Atul’s Song A Day- A choice collection of Hindi Film & Non-Film Songs

Kaun veeraane mein dekhegaa bahaar

Posted on: August 6, 2011


This article is written by Sudhir, a fellow enthusiast of Hindi movie songs and a regular contributor to this blog.

Hearing the renditions of Saigal Saab is such a idyllic experience. His mastery of the seven sur and the three swara of music is unparalleled. His control on the sound, and its aarohan-avrohan is immense and unmatched. As one listens to his recital, one realizes that the flow of one note into the next is so smooth and effortless, that it is completely un-noticeable. Listening to his voice is like elegant smooth glide through a stream of honey. His resonance takes on a distinct identity of its own, and the printed material carries separate treatment of Saigal, the person and “Saigal, the voice” or “Saigal Ki Awaaz”. In fact, ‘Saigal, the voice’ assumed an identity of its own, and it became a topic of discussion in newspapers and magazines.

Being able to sing like Saigal Saab, was an initial recognition and more than that, a satisfaction that many singers sought. Singers like Mukesh, Kishore Da, Surender, CH Atma etc., started off their singing careers with an effort to emulate the ‘Saigal Style’ or “Saigal Gaayaki”. On their individual journeys, some of these singing stars developed their own distinct styles, unlike CH Atma who continued to follow the same.

And this distinction is achieved just as is. In the 15 years of career and across the 185 recordings, there is no phase of development and growth in Saigal Saab’s rendition. The quality and the purity of sound, the tonal control, the emotional content, any characteristic, any measure of musical congruence that can be applied; is consistent and constant from 1932 to 1947. Which is unlike any other singer, whose career can be analyzed into more than one phases of development and maturing. Saigal Saab’s voice is what it was in 1932, and it remained so in 1947 – a quality that can be understood only on the basis of a divine presence. Saigal Saab’s voice is simply what it is, and what it is meant to be. Nothing more or less. Each item of music serviced by the “Voice of Saigal” will have all the same superlatives and adjectives attached to it.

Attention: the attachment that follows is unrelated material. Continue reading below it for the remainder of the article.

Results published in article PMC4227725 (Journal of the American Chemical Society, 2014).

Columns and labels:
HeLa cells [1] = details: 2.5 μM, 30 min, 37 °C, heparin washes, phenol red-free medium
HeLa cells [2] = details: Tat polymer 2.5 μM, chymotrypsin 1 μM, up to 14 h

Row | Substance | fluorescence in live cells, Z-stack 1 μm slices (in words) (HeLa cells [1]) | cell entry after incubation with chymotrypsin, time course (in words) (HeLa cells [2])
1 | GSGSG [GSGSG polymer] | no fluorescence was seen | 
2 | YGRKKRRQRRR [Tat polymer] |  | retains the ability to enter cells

This non-filmi ghazal, circa 1937-38, is another marvelous rendition of profound philosophy. As one listens to this (and other such songs and ghazals), one is not just struck by the musical quality of rendering the piece, but one is also taken by the realization that the depth of the voice is not just about singing, but is about expressing the true understanding of each word and verse of the item rendered. The depth of meaning hits the listener with an intense compulsion. Such that beside the soulful sound, the realization and the comprehension is a fulfillment in itself.

This ghazal is written by Ameer Minaai. Its composer is not identified. In this ghazal, the poet is elucidating the inevitability of the mortal end of the human existence, and describing in many ways this final state into which the living transition, as the life force depargts. The words and their stringing together is almost as if by magic.

ek ahl-e-dard ne sunsaan jo dekha kafas
bola ab aati nahin hai kyun sadaa-e-andaleeb

On perceiving an empty cage, an empathetic being asked, why can I not hear the sounds of the nightingale any more.

ahl = person, individual
dard = pain, grief, anguish, sorrow
ahl-e-dard = one who can empathize the anguish
sunsaan = deserted, desolate; the philosophical meaning is lifeless
dekha = see, observe, perceive
kafas = cage; the philosophical meaning is the human body
bola = said
sadaa = sound, echo
andaleeb = nightingale, lover
sadaa-e-andaleeb = sound of the nightingale, voice of the lover
aati nahi kyun = why not anymore